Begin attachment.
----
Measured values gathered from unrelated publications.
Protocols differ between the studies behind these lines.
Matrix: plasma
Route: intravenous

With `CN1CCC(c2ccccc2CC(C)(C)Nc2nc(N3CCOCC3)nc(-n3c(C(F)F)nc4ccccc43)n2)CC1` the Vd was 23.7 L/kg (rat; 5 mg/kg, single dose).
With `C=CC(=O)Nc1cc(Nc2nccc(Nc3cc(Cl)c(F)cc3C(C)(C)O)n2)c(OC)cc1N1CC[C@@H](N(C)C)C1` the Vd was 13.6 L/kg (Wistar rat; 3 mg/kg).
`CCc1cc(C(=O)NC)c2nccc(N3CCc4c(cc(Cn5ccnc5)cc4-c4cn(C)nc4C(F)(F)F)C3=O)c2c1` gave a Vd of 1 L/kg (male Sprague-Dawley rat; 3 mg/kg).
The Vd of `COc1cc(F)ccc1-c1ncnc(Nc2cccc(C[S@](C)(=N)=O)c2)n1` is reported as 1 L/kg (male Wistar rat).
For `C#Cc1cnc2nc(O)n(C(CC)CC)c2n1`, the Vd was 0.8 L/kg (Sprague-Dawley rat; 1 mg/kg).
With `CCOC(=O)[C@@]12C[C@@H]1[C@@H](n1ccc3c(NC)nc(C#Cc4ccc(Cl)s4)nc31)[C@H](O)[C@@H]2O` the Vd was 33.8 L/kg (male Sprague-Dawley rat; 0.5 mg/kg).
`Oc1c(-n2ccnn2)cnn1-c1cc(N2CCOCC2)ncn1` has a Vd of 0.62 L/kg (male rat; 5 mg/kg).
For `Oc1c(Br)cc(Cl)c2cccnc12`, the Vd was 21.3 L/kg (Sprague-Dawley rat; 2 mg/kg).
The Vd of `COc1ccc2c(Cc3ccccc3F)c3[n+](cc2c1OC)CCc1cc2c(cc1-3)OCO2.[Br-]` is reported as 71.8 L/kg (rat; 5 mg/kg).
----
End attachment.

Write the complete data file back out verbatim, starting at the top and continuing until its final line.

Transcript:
Measured values gathered from unrelated publications.
Protocols differ between the studies behind these lines.
Matrix: plasma
Route: intravenous

With `CN1CCC(c2ccccc2CC(C)(C)Nc2nc(N3CCOCC3)nc(-n3c(C(F)F)nc4ccccc43)n2)CC1` the Vd was 23.7 L/kg (rat; 5 mg/kg, single dose).
With `C=CC(=O)Nc1cc(Nc2nccc(Nc3cc(Cl)c(F)cc3C(C)(C)O)n2)c(OC)cc1N1CC[C@@H](N(C)C)C1` the Vd was 13.6 L/kg (Wistar rat; 3 mg/kg).
`CCc1cc(C(=O)NC)c2nccc(N3CCc4c(cc(Cn5ccnc5)cc4-c4cn(C)nc4C(F)(F)F)C3=O)c2c1` gave a Vd of 1 L/kg (male Sprague-Dawley rat; 3 mg/kg).
The Vd of `COc1cc(F)ccc1-c1ncnc(Nc2cccc(C[S@](C)(=N)=O)c2)n1` is reported as 1 L/kg (male Wistar rat).
For `C#Cc1cnc2nc(O)n(C(CC)CC)c2n1`, the Vd was 0.8 L/kg (Sprague-Dawley rat; 1 mg/kg).
With `CCOC(=O)[C@@]12C[C@@H]1[C@@H](n1ccc3c(NC)nc(C#Cc4ccc(Cl)s4)nc31)[C@H](O)[C@@H]2O` the Vd was 33.8 L/kg (male Sprague-Dawley rat; 0.5 mg/kg).
`Oc1c(-n2ccnn2)cnn1-c1cc(N2CCOCC2)ncn1` has a Vd of 0.62 L/kg (male rat; 5 mg/kg).
For `Oc1c(Br)cc(Cl)c2cccnc12`, the Vd was 21.3 L/kg (Sprague-Dawley rat; 2 mg/kg).
The Vd of `COc1ccc2c(Cc3ccccc3F)c3[n+](cc2c1OC)CCc1cc2c(cc1-3)OCO2.[Br-]` is reported as 71.8 L/kg (rat; 5 mg/kg).